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I've used JavaScript and some frameworks (jQuery, Prototype, some node.js) for client-side web programming, but never on the desktop, where I do most of my scripting work in either Python or Bash.

But IMHO, JavaScript would make a great scripting language if used outside of the browser. Has anyone tried this? Can JavaScript be an adequate replacement for Python/Perl/Bash for quick and dirty scripting tasks?

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There is a section on the Javascript Wikipedia article titled "Uses outside web pages", which documents quite a few instances of Javascript used exactly as you describe. Please do some research before asking. –  Yannis Rizos Jan 26 '12 at 8:25
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Yannis, is there such a rule in SE sites? I think SE aims to be one part wiki as well, meaning that only chatty, off-topic, non-answerable or extremely low quality questions should be closed. –  Tamás Szelei Jan 26 '12 at 8:42
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@TamásSzelei Actually there is a rule, summarized as "Do your homework". And SE is part wiki, but in the sense that every post is editable by everyone, not in the sense of building a general reference. Jeff Atwood summarizes the "official" policy in this meta answer. –  Yannis Rizos Jan 26 '12 at 9:00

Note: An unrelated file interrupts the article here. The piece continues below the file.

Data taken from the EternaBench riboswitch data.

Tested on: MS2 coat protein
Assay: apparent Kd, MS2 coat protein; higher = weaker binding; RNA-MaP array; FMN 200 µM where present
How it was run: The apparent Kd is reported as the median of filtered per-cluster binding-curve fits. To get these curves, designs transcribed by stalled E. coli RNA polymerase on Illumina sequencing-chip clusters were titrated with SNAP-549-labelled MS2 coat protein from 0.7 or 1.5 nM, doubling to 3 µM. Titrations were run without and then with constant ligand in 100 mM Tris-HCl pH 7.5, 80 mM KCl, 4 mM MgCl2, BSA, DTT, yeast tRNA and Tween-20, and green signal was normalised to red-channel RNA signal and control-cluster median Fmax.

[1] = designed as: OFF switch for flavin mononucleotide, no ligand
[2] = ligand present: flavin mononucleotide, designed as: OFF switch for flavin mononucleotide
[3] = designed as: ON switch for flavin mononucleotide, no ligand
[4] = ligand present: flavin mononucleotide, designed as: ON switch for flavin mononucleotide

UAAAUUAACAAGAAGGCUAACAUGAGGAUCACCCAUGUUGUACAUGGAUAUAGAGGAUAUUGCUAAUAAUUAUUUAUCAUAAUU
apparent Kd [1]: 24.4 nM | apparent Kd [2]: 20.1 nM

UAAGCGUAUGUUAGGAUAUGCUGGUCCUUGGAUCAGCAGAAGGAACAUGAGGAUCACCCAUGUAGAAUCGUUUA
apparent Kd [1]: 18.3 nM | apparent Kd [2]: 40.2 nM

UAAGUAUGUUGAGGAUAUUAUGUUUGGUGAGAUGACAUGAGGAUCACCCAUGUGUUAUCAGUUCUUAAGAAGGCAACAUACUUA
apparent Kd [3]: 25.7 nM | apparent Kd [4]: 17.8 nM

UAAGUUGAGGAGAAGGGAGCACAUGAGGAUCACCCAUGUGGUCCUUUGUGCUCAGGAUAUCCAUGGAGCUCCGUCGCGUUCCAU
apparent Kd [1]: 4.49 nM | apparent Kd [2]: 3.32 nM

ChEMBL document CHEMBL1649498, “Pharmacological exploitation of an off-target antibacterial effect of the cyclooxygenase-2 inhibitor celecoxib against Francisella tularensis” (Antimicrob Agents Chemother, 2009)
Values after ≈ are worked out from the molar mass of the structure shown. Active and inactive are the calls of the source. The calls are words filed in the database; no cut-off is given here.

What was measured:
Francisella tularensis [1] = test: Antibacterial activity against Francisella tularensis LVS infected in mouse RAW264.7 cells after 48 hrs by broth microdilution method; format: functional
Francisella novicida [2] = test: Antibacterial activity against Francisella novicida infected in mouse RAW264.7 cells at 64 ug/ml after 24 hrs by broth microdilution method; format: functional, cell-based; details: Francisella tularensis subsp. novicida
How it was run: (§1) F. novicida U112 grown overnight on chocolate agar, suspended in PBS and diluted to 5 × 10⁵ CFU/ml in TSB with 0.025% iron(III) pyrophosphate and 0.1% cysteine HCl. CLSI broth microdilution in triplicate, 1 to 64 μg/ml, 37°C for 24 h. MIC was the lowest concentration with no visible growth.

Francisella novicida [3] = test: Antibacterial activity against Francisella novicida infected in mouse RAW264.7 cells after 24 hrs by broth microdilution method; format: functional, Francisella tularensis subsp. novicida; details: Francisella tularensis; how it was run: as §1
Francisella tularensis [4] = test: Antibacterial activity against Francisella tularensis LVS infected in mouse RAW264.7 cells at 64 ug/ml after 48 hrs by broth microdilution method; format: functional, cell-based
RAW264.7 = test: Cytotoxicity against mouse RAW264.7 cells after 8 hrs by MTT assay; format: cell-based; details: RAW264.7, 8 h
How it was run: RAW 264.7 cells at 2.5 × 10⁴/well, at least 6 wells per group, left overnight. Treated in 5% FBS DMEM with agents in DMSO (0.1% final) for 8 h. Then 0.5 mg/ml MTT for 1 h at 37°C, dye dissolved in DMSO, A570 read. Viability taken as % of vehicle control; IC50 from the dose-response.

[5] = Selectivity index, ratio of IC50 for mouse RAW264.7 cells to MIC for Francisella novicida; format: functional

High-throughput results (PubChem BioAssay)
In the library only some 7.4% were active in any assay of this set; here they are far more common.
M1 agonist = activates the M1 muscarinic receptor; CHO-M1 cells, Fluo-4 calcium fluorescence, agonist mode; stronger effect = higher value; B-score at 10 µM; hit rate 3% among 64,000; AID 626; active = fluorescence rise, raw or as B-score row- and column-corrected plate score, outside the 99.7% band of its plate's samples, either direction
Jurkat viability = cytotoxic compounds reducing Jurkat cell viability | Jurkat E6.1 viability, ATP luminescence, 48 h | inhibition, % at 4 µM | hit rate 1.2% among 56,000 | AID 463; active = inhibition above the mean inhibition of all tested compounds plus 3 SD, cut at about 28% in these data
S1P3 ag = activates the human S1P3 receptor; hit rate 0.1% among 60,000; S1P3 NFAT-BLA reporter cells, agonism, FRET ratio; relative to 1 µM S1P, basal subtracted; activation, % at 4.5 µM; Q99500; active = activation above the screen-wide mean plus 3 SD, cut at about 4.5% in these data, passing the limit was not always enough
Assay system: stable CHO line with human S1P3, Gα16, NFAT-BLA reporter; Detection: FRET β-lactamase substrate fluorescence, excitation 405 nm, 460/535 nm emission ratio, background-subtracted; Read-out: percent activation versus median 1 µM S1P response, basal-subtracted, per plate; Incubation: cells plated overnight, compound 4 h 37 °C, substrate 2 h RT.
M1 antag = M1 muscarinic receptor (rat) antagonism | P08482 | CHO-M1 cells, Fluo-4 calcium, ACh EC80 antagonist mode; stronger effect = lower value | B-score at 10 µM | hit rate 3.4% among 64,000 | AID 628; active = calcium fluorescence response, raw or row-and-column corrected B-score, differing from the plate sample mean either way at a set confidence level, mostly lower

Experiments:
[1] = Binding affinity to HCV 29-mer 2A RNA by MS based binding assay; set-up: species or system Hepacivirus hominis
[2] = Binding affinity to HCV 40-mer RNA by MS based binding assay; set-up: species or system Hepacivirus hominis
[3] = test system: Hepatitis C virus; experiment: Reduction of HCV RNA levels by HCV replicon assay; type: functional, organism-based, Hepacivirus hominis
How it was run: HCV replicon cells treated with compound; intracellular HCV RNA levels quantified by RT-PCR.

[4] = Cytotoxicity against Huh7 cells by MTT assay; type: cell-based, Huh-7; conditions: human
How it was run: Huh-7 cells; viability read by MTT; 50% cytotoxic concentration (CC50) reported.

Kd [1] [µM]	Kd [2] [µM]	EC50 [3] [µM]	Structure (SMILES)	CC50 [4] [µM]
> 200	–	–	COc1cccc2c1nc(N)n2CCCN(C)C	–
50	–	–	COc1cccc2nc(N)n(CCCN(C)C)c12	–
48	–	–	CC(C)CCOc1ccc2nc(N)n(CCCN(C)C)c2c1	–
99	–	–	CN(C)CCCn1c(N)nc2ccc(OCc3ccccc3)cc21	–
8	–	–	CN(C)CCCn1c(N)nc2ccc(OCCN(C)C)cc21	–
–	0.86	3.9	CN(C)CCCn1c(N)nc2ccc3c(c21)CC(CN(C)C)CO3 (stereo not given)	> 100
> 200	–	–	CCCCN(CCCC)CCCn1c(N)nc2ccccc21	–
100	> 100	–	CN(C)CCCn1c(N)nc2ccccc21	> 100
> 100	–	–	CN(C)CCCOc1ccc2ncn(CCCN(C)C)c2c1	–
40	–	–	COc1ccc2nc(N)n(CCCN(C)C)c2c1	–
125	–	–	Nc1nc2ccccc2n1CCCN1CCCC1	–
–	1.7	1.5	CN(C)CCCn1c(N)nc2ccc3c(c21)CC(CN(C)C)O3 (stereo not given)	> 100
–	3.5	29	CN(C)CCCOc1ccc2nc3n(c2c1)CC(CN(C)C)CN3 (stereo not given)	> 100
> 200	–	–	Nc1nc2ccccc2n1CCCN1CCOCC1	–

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@ajax81 If there were evidence of previous research in the question, it would have been a perfectly fine question to ask. If you truly value the community as much as you say, I'm certain you don't want to waste anyone's time, and you would have been kind enough to share your research with us and ask only on what is not sufficiently answered in various general reference sites. I'm not suggesting Wikipedia as an alternative to the SE hive mind, what I'm saying is exactly the opposite, we aren't an alternative, ask when Wikipedia is not enough (but please tell us how & why it's not enough). –  Yannis Rizos Jan 26 '12 at 9:25
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@ajax81 The OP has asked quite a few of great questions, he may be fairly new to the site but I feel he is extremely well versed to its purpose and scope. To be frank I was a bit surprised to read this question. Anyways, this comment thread I think presents my approach sufficiently, and is readable by everyone, so in this instance I don't think there's much room for further elaboration. –  Yannis Rizos Jan 26 '12 at 9:51
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Yes! You definitely can do that with Node.js or Rhino. For example the coffeescript compiler is nothing but a node.js script.

I will admit that it is not generally my first choice for desktop scripting but I see no reason why it would not work quite well for a number of tasks.

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Windows has a component called Windows Scripting Host that allows you to automate administration and even mimic user activity to some extent through JScript.